Reopen Northern Ireland Hooded Men torture probe, says Amnesty International
Amnesty International has demanded the reopening of a landmark case against Britain over the alleged use of torture here during the Troubles.
The Republic of Ireland took the case of the so-called Hooded Men to the European Court of Human Rights in 1971.
The 14 Catholic men claimed that while interned they were tortured using hooding, stress positions, sleep deprivation, white noise, deprivation of food and water, beatings and death threats.
An RTE documentary in June revealed fresh evidence the Government had authorised "deep interrogation". It included a letter in 1977 from then Home Secretary Merlyn Rees to then Prime Minister James Callaghan, in which he writes that the decision to use "torture in Northern Ireland in 1971/72 was taken by ministers".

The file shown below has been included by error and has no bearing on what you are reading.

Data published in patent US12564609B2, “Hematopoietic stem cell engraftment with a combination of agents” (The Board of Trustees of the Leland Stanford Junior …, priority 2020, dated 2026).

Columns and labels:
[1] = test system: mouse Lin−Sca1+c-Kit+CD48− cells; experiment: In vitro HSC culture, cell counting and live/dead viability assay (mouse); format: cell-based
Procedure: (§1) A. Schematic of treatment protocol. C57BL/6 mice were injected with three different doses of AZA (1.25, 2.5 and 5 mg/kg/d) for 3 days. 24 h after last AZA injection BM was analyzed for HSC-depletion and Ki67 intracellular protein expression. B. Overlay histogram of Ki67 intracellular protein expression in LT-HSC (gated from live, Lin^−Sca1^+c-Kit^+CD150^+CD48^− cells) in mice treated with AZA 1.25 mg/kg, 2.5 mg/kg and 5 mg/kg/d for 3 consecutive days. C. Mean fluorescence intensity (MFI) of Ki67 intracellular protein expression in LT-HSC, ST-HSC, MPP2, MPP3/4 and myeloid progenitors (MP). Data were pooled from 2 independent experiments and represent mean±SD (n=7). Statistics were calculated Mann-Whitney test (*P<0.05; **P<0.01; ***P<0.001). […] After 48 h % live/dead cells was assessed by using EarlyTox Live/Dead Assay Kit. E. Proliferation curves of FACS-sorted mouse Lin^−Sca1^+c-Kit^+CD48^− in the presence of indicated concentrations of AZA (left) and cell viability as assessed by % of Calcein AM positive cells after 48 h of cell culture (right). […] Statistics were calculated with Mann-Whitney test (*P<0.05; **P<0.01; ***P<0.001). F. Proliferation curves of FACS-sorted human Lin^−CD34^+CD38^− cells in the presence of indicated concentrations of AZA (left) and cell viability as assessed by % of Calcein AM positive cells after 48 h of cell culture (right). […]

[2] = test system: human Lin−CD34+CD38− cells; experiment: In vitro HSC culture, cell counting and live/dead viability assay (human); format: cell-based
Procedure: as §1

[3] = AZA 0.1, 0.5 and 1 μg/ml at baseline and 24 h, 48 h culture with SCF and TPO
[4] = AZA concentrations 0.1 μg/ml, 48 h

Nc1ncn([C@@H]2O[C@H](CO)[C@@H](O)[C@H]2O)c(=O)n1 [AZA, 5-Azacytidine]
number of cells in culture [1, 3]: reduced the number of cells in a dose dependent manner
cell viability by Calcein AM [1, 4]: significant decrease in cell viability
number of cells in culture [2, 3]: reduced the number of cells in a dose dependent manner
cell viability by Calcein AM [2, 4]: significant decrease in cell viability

Amnesty said this shows the UK Government withheld crucial evidence from the European Court at the original hearing and senior ministers sanctioned torture, which they had denied. Under European rules, the case can be reopened within six months of new evidence emerging.